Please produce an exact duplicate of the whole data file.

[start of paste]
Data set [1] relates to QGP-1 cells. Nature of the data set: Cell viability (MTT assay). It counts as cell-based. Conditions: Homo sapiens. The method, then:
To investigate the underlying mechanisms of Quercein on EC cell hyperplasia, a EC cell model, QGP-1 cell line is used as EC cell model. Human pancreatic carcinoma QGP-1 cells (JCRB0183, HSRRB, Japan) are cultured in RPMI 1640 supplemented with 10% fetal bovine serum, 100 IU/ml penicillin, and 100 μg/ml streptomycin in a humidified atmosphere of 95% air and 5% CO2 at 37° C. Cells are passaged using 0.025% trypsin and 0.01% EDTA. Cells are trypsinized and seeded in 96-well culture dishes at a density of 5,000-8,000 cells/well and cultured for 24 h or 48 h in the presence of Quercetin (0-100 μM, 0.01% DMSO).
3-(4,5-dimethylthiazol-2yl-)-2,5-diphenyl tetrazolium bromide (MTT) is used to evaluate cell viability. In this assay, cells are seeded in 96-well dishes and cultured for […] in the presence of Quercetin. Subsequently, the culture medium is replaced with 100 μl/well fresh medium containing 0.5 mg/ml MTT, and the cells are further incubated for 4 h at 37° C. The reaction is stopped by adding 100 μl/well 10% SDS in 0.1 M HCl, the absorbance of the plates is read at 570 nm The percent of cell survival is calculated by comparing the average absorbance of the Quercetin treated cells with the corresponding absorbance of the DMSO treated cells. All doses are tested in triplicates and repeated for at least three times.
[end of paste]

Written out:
Data set [1] relates to QGP-1 cells. Nature of the data set: Cell viability (MTT assay). It counts as cell-based. Conditions: Homo sapiens. The method, then:
To investigate the underlying mechanisms of Quercein on EC cell hyperplasia, a EC cell model, QGP-1 cell line is used as EC cell model. Human pancreatic carcinoma QGP-1 cells (JCRB0183, HSRRB, Japan) are cultured in RPMI 1640 supplemented with 10% fetal bovine serum, 100 IU/ml penicillin, and 100 μg/ml streptomycin in a humidified atmosphere of 95% air and 5% CO2 at 37° C. Cells are passaged using 0.025% trypsin and 0.01% EDTA. Cells are trypsinized and seeded in 96-well culture dishes at a density of 5,000-8,000 cells/well and cultured for 24 h or 48 h in the presence of Quercetin (0-100 μM, 0.01% DMSO).
3-(4,5-dimethylthiazol-2yl-)-2,5-diphenyl tetrazolium bromide (MTT) is used to evaluate cell viability. In this assay, cells are seeded in 96-well dishes and cultured for […] in the presence of Quercetin. Subsequently, the culture medium is replaced with 100 μl/well fresh medium containing 0.5 mg/ml MTT, and the cells are further incubated for 4 h at 37° C. The reaction is stopped by adding 100 μl/well 10% SDS in 0.1 M HCl, the absorbance of the plates is read at 570 nm The percent of cell survival is calculated by comparing the average absorbance of the Quercetin treated cells with the corresponding absorbance of the DMSO treated cells. All doses are tested in triplicates and repeated for at least three times.